Lewis emerges as new CTU prez, vows to continue fight

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Now that Karen Lewis is the new president of the Chicago Teachers Union, she says her firs priority is keeping teachers employed.

Now that Karen Lewis is the new president of the Chicago Teachers Union, she says her firs priority is keeping teachers employed.

“Chicago Public Schools is trying to pit teachers against parents by suggesting that if teachers forego their scheduled 4 percent pay raise next year, (CPS) would not have to increase class sizes,” Lewis told the Defender.

After a six-year run as CTU president, incumbent Marilyn Stewart was defeated Friday by Lewis in a run-off election.

In her concession speech, Stewart pledged her support to Karen Lewis, a chemistry teacher at Martin Luther King College Preparatory High School.

“I want to congratulate Karen Lewis and her entire CORE team, and want them to know they can count on me for any assistance I can offer as they take on what will be one of the toughest challenges in the 73-year history of the Chicago Teachers Union,” Stewart said. “For when all is said and done, this election was never about Karen or me. It was about the 32,000 union members whose futures and well-being are now being threatened by an uncaring and insensitive Chicago Public Schools system.”

Stewart, who received 8,326 votes, represented the United Progressive Caucus while Lewis, who received 12,080 votes, represented the Caucus of Rank and File Educators.

Lewis, who takes office July 1, said while her victory marks change, she is more concerned about the school district’s proposal to increase class sizes to 34 students from 28, and a massive layoff of 2,700 teachers to help shrink its $600 million deficit.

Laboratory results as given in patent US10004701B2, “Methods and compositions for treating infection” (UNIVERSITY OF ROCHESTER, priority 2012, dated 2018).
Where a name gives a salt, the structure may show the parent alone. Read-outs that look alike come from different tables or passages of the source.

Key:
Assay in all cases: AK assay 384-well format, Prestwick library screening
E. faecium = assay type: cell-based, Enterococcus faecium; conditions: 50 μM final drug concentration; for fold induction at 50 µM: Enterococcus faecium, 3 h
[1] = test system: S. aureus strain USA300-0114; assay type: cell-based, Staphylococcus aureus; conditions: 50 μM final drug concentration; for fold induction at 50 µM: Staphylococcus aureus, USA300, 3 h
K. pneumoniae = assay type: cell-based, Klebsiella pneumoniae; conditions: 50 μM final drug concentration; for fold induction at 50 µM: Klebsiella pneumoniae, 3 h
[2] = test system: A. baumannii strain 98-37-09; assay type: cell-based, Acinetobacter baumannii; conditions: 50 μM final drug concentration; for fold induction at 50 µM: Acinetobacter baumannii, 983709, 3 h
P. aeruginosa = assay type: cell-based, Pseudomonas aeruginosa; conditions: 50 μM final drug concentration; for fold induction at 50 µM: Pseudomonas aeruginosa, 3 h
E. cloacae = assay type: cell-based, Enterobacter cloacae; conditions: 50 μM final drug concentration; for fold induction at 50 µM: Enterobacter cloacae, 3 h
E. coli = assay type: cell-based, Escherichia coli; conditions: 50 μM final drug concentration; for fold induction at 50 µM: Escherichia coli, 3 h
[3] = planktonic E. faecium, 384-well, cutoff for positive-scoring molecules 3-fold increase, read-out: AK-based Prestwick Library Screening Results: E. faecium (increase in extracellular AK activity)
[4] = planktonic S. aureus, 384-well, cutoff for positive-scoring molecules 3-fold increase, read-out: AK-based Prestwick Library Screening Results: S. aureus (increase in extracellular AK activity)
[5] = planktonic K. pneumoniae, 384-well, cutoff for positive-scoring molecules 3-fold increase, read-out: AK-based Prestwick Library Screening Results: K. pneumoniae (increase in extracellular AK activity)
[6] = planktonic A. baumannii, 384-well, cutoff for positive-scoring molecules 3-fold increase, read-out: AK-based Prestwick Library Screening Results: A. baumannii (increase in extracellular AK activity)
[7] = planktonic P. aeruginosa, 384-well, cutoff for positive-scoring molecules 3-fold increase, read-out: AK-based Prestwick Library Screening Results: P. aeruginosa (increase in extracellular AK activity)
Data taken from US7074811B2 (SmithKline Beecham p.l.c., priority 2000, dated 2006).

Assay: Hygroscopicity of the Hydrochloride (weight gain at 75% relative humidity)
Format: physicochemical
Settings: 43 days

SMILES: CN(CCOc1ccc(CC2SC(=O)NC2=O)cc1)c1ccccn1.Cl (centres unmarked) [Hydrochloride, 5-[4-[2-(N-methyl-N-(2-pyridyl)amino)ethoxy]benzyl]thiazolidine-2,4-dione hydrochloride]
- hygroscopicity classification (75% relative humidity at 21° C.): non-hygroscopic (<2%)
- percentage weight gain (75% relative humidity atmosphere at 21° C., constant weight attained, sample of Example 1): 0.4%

“They cannot solve this budget crisis by compromising children’s education because education is about building relatioships,” Lewis explained.

Last week CTU filed a lawsuite against CPS in an effort to stop class sizes from increasing this fall. Stewart had said the increase violates city health and safety codes and puts students at risk should an emergency, such as a fire, occur.

Chicago Fire Department spokesman, Larry Langford, said that as long ast a classroom has adequate space, as required by city ordinace, having 34 students in a classroom poses on safety hazard.

Lewis told the Defender she has not seen the lawsuit yet, but did say one was discussed last year.

“Not sure why a lawsuit we discussed last year wasn’t filed until a few days ago, before the election,” Lews said.

One goal for Lewis is to improve resources to all schools, especially those located in low-income communities.

“Fifteen years ago, this city purposely began starving our lowest-income neighborhood schools of greatly needed resources and personnel,” she said. “The city has willfully neglected schools in poor communities for years and now they want to completely destroy them by closing them down.”

A career educator for 30 years Stewart said she is proud of her accomplishments as CTU president and hopes those achievements can be maintained and expanded by Lewis.

“I am especially proud of the enormous gains my team was able to win for our members during our six years in office.  Gains culminating in a five-year-contract with 4 percent annual raises – won in these tough times – that has become the envy of teacher unions across the country,” Stewart said, pointing out some union accomplishments made on her watch. “Now it’s up to Karen and her team to maintain these gains and fight for future improvements.”

Copyright 2010 Chicago Defender.

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